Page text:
Opsoclonus myoclonus syndrome (OMS), also known as dancing eye syndrome (DES) or Kinsbourne syndrome, is a rare neurological condition which develops over days or weeks in early childhood. This information sheet from Great Ormond Street Hospital (GOSH) explains the causes, symptoms and treatment of opsoclonus myoclonus syndrome and where to get help.
A shortage of donors is leaving many of the country’s most seriously ill children waiting for organ transplants, which may not come in time to save them, warn consultants at Great Ormond Street Hospital (GOSH). This Organ Donation Week (5 -11 September) the world-leading children’s hospital is calling on members of the public to sign up to the NHS Organ Donor Register to help save more young lives.
Beckwith-Wiedemann syndrome (BWS) is a congenital (present at birth) overgrowth syndrome that occurs in approximately one in 15,000 births. This information from Great Ormond Street Hospital (GOSH) explains the causes, symptoms and treatment of BWS and where to get help.
Researchers at Great Ormond Street Hospital (GOSH) have taken the first steps towards using stem cells to repair damaged gut tissue in a pioneering new study that could hold promise for children and adults with serious gastrointestinal disorders.
GOSH Arts and ORCHID (Centre for Outcomes and Experience Research in Children’s Health, Illness and Disability) have worked with patients, artists and health creatives to develop Blood Quest, an app that helps inform, entertain and distract children before and during their blood tests.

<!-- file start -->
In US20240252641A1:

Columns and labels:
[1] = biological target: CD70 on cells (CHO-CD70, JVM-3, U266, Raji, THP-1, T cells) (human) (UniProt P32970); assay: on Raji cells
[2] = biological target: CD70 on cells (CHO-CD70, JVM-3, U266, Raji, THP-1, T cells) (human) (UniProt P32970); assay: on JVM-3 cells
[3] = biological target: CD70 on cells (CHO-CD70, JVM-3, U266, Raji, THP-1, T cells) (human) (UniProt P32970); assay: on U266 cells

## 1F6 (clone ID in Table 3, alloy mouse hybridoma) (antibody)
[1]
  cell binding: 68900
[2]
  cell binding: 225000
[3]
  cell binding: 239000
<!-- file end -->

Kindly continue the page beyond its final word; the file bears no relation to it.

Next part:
A trial that uses stem cell injections to treat osteogenesis imperfecta, more commonly known as brittle bone disease, prior to and just after birth has been launched by teams at Great Ormond Street Hospital (GOSH) and the UCL Institute of Child Health (ICH) in collaboration with colleagues...
The Neuroimmunology Centre at Great Ormond Street Hospital (GOSH) is a national referral centre dedicated to the diagnosis and treatment of children with demyelinating conditions and immune mediated neurological conditions, who are already under the care of a paediatrician or paediatric neurology specialist.
Clinical guideline from Great Ormond Street Hospital for the recognition, prevention and treatment of the refeeding syndrome in children and young people admitted in the Department of Child and Adolescent Mental Health who have experienced recent starvation.
To celebrate International Nurses Day, we caught up with Beth who has been coming to Great Ormond Street Hospital (GOSH) since she was only 18 months old. Now 19, she’s studying to become a children’s nurse and wants to work at GOSH when she graduates. Here's her story:
In a European first, a little-known gland called the ‘thymus’, some of which is routinely removed during cardiac surgery, has saved the lives of children with a life threatening immunodeficiency condition, complete DiGeorge syndrome (cDGS).
In a collaboration between Great Ormond Street Hospital (GOSH) North-East Thames Regional Genetics and the UCL Institute of Child Health, a new genetic diagnostic service for ciliopathy disorders has been launched for service delivery to the NHS.